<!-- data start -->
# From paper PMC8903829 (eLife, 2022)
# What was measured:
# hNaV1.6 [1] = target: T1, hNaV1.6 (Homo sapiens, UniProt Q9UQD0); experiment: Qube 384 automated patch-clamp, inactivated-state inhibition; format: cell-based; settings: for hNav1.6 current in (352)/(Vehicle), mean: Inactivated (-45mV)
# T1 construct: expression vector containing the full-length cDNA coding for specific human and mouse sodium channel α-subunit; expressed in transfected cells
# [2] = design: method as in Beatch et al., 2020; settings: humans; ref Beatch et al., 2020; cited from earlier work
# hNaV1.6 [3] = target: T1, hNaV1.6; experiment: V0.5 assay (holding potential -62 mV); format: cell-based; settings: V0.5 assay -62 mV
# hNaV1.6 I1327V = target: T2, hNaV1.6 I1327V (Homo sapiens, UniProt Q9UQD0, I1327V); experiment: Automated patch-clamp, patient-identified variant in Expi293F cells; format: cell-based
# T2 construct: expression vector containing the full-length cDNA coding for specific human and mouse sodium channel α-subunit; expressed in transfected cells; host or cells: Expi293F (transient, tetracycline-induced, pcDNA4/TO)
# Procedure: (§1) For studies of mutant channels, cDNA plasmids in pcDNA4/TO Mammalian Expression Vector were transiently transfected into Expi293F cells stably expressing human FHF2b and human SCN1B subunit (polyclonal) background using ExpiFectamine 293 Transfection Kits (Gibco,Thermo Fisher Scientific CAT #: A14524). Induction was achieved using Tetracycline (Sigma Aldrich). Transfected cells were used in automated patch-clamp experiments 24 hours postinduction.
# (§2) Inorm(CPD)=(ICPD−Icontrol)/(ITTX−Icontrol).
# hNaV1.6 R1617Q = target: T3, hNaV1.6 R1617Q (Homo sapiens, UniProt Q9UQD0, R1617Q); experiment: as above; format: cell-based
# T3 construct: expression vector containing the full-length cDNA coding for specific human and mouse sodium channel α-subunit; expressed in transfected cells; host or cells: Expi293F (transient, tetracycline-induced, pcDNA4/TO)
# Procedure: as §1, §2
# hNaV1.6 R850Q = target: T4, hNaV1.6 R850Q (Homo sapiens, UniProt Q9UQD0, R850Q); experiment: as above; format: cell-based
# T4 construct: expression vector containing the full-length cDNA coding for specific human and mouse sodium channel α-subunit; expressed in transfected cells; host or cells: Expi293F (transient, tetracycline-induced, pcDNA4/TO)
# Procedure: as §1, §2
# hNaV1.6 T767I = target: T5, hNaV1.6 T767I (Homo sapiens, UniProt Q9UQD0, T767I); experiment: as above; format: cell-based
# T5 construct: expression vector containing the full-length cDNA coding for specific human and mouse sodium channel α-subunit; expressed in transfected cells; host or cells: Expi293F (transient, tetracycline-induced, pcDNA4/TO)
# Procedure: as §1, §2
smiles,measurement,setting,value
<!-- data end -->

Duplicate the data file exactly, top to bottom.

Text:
# From paper PMC8903829 (eLife, 2022)
# What was measured:
# hNaV1.6 [1] = target: T1, hNaV1.6 (Homo sapiens, UniProt Q9UQD0); experiment: Qube 384 automated patch-clamp, inactivated-state inhibition; format: cell-based; settings: for hNav1.6 current in (352)/(Vehicle), mean: Inactivated (-45mV)
# T1 construct: expression vector containing the full-length cDNA coding for specific human and mouse sodium channel α-subunit; expressed in transfected cells
# [2] = design: method as in Beatch et al., 2020; settings: humans; ref Beatch et al., 2020; cited from earlier work
# hNaV1.6 [3] = target: T1, hNaV1.6; experiment: V0.5 assay (holding potential -62 mV); format: cell-based; settings: V0.5 assay -62 mV
# hNaV1.6 I1327V = target: T2, hNaV1.6 I1327V (Homo sapiens, UniProt Q9UQD0, I1327V); experiment: Automated patch-clamp, patient-identified variant in Expi293F cells; format: cell-based
# T2 construct: expression vector containing the full-length cDNA coding for specific human and mouse sodium channel α-subunit; expressed in transfected cells; host or cells: Expi293F (transient, tetracycline-induced, pcDNA4/TO)
# Procedure: (§1) For studies of mutant channels, cDNA plasmids in pcDNA4/TO Mammalian Expression Vector were transiently transfected into Expi293F cells stably expressing human FHF2b and human SCN1B subunit (polyclonal) background using ExpiFectamine 293 Transfection Kits (Gibco,Thermo Fisher Scientific CAT #: A14524). Induction was achieved using Tetracycline (Sigma Aldrich). Transfected cells were used in automated patch-clamp experiments 24 hours postinduction.
# (§2) Inorm(CPD)=(ICPD−Icontrol)/(ITTX−Icontrol).
# hNaV1.6 R1617Q = target: T3, hNaV1.6 R1617Q (Homo sapiens, UniProt Q9UQD0, R1617Q); experiment: as above; format: cell-based
# T3 construct: expression vector containing the full-length cDNA coding for specific human and mouse sodium channel α-subunit; expressed in transfected cells; host or cells: Expi293F (transient, tetracycline-induced, pcDNA4/TO)
# Procedure: as §1, §2
# hNaV1.6 R850Q = target: T4, hNaV1.6 R850Q (Homo sapiens, UniProt Q9UQD0, R850Q); experiment: as above; format: cell-based
# T4 construct: expression vector containing the full-length cDNA coding for specific human and mouse sodium channel α-subunit; expressed in transfected cells; host or cells: Expi293F (transient, tetracycline-induced, pcDNA4/TO)
# Procedure: as §1, §2
# hNaV1.6 T767I = target: T5, hNaV1.6 T767I (Homo sapiens, UniProt Q9UQD0, T767I); experiment: as above; format: cell-based
# T5 construct: expression vector containing the full-length cDNA coding for specific human and mouse sodium channel α-subunit; expressed in transfected cells; host or cells: Expi293F (transient, tetracycline-induced, pcDNA4/TO)
# Procedure: as §1, §2
smiles,measurement,setting,value